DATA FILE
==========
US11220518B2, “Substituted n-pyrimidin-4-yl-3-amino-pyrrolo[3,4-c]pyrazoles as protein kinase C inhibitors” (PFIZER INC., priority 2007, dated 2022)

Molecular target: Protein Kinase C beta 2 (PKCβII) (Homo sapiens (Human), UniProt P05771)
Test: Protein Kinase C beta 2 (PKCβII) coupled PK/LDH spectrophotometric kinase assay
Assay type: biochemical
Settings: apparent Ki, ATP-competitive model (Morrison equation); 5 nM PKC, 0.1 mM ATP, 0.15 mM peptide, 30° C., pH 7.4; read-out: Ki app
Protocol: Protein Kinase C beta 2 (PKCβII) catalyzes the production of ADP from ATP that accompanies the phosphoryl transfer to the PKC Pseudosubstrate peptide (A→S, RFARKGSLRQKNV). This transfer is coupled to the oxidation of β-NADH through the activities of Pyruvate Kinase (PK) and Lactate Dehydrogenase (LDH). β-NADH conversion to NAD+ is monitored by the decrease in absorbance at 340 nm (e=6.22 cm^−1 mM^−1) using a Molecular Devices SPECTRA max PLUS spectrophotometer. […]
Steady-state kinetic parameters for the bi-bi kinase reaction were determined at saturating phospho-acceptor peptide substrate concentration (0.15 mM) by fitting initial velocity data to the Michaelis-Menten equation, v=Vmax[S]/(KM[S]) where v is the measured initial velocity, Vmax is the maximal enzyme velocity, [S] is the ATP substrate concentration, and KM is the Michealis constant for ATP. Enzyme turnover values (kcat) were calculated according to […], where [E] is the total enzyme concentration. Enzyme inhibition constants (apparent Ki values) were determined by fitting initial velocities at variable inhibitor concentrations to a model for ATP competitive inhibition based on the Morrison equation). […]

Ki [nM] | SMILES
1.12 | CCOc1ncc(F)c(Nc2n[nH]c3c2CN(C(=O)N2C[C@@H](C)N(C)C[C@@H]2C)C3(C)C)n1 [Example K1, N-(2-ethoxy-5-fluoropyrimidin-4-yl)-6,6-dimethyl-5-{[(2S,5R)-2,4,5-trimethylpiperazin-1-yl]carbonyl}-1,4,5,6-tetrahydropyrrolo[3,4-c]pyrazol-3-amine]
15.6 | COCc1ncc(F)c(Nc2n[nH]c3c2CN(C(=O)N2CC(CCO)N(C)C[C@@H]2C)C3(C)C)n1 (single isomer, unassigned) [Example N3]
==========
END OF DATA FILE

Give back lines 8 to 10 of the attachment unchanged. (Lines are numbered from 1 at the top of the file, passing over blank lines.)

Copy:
Ki [nM] | SMILES
1.12 | CCOc1ncc(F)c(Nc2n[nH]c3c2CN(C(=O)N2C[C@@H](C)N(C)C[C@@H]2C)C3(C)C)n1 [Example K1, N-(2-ethoxy-5-fluoropyrimidin-4-yl)-6,6-dimethyl-5-{[(2S,5R)-2,4,5-trimethylpiperazin-1-yl]carbonyl}-1,4,5,6-tetrahydropyrrolo[3,4-c]pyrazol-3-amine]
15.6 | COCc1ncc(F)c(Nc2n[nH]c3c2CN(C(=O)N2CC(CCO)N(C)C[C@@H]2C)C3(C)C)n1 (single isomer, unassigned) [Example N3]